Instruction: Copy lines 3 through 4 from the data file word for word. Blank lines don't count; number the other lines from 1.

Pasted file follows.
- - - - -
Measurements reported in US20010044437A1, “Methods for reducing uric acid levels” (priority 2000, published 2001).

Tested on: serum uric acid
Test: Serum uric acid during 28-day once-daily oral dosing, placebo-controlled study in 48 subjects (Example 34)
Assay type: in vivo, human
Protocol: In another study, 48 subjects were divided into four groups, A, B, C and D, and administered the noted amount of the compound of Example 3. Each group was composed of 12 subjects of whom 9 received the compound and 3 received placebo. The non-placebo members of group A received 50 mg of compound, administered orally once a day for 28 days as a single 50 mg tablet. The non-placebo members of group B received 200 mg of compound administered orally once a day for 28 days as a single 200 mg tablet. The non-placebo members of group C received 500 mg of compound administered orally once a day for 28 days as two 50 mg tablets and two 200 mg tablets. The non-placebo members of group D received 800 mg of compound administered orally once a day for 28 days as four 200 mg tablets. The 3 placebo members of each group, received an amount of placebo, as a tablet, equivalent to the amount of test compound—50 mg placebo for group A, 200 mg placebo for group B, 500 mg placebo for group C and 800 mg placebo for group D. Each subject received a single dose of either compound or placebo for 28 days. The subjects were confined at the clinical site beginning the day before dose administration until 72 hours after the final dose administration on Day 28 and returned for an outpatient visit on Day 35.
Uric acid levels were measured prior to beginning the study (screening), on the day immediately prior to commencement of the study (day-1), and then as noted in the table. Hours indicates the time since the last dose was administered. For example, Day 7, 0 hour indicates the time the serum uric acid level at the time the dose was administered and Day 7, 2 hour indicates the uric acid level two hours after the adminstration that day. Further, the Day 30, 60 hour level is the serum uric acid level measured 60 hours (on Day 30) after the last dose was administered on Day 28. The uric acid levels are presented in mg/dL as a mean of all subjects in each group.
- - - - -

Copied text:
Test: Serum uric acid during 28-day once-daily oral dosing, placebo-controlled study in 48 subjects (Example 34)
Assay type: in vivo, human